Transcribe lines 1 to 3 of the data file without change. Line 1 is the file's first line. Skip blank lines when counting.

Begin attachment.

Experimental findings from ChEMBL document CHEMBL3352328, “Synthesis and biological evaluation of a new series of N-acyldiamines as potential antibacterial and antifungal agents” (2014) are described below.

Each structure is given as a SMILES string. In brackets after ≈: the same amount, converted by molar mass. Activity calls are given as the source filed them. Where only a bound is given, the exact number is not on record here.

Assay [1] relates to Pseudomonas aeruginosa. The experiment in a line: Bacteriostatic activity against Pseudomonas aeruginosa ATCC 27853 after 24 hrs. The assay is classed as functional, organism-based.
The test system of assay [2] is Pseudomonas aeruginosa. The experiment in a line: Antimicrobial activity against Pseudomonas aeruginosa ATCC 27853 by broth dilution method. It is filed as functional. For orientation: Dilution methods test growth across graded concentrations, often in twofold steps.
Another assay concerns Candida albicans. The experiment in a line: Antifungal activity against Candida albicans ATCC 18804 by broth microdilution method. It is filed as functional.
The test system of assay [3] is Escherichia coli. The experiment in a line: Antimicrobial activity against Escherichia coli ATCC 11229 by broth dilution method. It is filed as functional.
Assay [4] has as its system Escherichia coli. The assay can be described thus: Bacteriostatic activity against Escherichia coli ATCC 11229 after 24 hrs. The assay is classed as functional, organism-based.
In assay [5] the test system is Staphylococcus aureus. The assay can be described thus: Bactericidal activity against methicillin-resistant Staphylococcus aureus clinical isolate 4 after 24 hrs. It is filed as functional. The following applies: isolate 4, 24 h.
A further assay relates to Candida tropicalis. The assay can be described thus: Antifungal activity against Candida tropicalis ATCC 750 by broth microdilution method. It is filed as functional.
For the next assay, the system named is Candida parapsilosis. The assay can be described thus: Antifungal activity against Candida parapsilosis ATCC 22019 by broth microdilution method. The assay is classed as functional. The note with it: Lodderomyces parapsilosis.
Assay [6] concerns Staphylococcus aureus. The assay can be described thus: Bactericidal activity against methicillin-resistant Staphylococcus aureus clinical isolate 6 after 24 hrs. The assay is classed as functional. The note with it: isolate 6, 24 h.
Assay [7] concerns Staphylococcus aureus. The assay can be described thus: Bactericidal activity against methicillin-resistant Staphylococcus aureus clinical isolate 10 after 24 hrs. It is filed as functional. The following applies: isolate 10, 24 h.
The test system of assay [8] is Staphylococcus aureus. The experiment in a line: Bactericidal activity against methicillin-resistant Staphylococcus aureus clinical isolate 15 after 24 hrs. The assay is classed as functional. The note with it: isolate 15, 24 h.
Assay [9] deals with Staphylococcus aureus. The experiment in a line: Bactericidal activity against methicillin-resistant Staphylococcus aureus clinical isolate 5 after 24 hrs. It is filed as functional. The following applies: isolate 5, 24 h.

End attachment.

Experimental findings from ChEMBL document CHEMBL3352328, “Synthesis and biological evaluation of a new series of N-acyldiamines as potential antibacterial and antifungal agents” (2014) are described below.

Each structure is given as a SMILES string. In brackets after ≈: the same amount, converted by molar mass. Activity calls are given as the source filed them. Where only a bound is given, the exact number is not on record here.

Assay [1] relates to Pseudomonas aeruginosa. The experiment in a line: Bacteriostatic activity against Pseudomonas aeruginosa ATCC 27853 after 24 hrs. The assay is classed as functional, organism-based.